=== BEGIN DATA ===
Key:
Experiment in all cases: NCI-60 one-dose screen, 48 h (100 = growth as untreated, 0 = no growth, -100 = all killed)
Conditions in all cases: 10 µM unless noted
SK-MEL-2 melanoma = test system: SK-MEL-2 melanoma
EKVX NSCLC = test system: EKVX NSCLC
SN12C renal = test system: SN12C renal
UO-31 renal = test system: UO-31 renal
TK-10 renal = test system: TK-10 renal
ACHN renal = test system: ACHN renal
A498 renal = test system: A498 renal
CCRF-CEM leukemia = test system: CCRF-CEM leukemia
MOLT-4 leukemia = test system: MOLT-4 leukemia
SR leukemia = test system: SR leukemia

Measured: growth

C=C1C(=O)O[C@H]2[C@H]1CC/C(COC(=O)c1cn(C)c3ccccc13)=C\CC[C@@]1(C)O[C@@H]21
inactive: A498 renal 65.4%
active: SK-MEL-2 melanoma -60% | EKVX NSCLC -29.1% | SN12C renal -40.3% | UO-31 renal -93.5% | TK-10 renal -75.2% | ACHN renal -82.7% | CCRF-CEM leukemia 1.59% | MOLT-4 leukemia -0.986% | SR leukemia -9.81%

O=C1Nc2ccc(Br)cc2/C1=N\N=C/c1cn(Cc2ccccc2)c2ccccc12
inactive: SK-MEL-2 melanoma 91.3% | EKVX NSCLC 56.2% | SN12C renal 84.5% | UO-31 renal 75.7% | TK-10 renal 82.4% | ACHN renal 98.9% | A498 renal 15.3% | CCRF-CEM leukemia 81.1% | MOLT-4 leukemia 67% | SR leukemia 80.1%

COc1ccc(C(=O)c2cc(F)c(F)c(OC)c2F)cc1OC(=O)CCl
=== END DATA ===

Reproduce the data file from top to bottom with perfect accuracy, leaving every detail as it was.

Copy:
Key:
Experiment in all cases: NCI-60 one-dose screen, 48 h (100 = growth as untreated, 0 = no growth, -100 = all killed)
Conditions in all cases: 10 µM unless noted
SK-MEL-2 melanoma = test system: SK-MEL-2 melanoma
EKVX NSCLC = test system: EKVX NSCLC
SN12C renal = test system: SN12C renal
UO-31 renal = test system: UO-31 renal
TK-10 renal = test system: TK-10 renal
ACHN renal = test system: ACHN renal
A498 renal = test system: A498 renal
CCRF-CEM leukemia = test system: CCRF-CEM leukemia
MOLT-4 leukemia = test system: MOLT-4 leukemia
SR leukemia = test system: SR leukemia

Measured: growth

C=C1C(=O)O[C@H]2[C@H]1CC/C(COC(=O)c1cn(C)c3ccccc13)=C\CC[C@@]1(C)O[C@@H]21
inactive: A498 renal 65.4%
active: SK-MEL-2 melanoma -60% | EKVX NSCLC -29.1% | SN12C renal -40.3% | UO-31 renal -93.5% | TK-10 renal -75.2% | ACHN renal -82.7% | CCRF-CEM leukemia 1.59% | MOLT-4 leukemia -0.986% | SR leukemia -9.81%

O=C1Nc2ccc(Br)cc2/C1=N\N=C/c1cn(Cc2ccccc2)c2ccccc12
inactive: SK-MEL-2 melanoma 91.3% | EKVX NSCLC 56.2% | SN12C renal 84.5% | UO-31 renal 75.7% | TK-10 renal 82.4% | ACHN renal 98.9% | A498 renal 15.3% | CCRF-CEM leukemia 81.1% | MOLT-4 leukemia 67% | SR leukemia 80.1%

COc1ccc(C(=O)c2cc(F)c(F)c(OC)c2F)cc1OC(=O)CCl